Poem of the day

Les Agréables Pensées
by François Tristan l’Hermite (c. 1601-1655)

Mon plus secret conseil et mon doux entretien,
Pensez, chers confidents d’un amour si fidèle,
Tenez-moi compagnie et parlons d’Isabelle
Puisqu’aujourd’hui sa vue est mon souverain bien.

Représentez-la moi, dites-moi s’il est rien
D’aimable, de charmant et de rare comme Elle:
Et s’il peut jamais naître une fille assez belle
Pour avoir un Empire aussi grand que le sien.

Un cœur se peut-il rendre à de plus belles choses?
Ses yeux sont de Saphirs et sa bouche de Roses
De qui le vif éclat dure en toute saison.

O que ce réconfort flatte mes rêveries!
De voir comme les Cieux pour faire ma prison
Mirent des fleurs en œuvre avec des pierreries.

Views: 35

Poem of the day

At a Reading
by Thomas Bailey Aldrich (1836-1907)

The spare professor, grave and bald,
Began his paper. It was called,
I think, “A Brief Historic Glance
At Russia, Germany, and France.”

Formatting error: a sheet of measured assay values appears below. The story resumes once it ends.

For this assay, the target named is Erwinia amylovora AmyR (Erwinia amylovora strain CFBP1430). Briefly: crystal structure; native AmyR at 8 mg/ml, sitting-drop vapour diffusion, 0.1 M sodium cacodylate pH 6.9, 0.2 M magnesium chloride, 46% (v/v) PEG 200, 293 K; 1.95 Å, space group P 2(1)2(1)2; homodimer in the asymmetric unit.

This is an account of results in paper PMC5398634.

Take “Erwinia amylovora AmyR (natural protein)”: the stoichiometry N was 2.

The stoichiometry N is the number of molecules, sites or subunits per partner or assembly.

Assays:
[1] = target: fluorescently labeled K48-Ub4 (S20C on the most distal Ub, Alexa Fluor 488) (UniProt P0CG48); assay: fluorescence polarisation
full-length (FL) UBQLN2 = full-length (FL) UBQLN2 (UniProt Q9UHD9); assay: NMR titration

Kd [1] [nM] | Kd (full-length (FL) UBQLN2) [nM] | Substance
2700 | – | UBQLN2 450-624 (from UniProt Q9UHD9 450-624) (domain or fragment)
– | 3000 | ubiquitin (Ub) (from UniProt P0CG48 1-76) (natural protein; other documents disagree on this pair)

A glance, but to my best belief
‘T was almost anything but brief–
A wide survey, in which the earth
Was seen before mankind had birth;
Strange monsters basked them in the sun,
Behemoth, armored glyptodon,
And in the dawn’s unpractised ray
The transient dodo winged its way;
Then, by degrees, through slit and slough,
We reached Berlin–I don’t know how.
The good Professor’s monotone
Had turned me into senseless stone
Instanter, but that near me sat
Hypatia in her new spring hat,
Blue-eyed, intent, with lips whose bloom
Lighted the heavy-curtained room.
Hypatia–ah, what lovely things
Are fashioned out of eighteen springs!
At first, in sums of this amount,
The eighteen winters do not count.
Just as my eyes were growing dim
With heaviness, I saw that slim,
Erect, elastic figure there,
Like a pond-lily taking air.
She looked so fresh, so wise, so neat,
So altogether crisp and sweet,
I quite forgot what Bismarck said,
And why the Emperor shook his head,
And how it was Von Moltke’s frown
Cost France another frontier town.
The only facts I took away
From the Professor’s theme that day
Were these: a forehead broad and low,
Such as antique sculptures show;
A chin to Greek perfection true;
Eyes of Astarte’s tender blue;
A high complection without fleck
Or flaw, and curls about her neck.

Views: 27

Poem of the day

Notte d’Inverno
by Giosuè Carducci (1835-1907)

Innanzi, innanzi. Per le foscheggianti
Coste la neve ugual luce e si stende,
E cede e stride sotto il piè: d’avanti
Vapora il sospir mio che l’aer fende.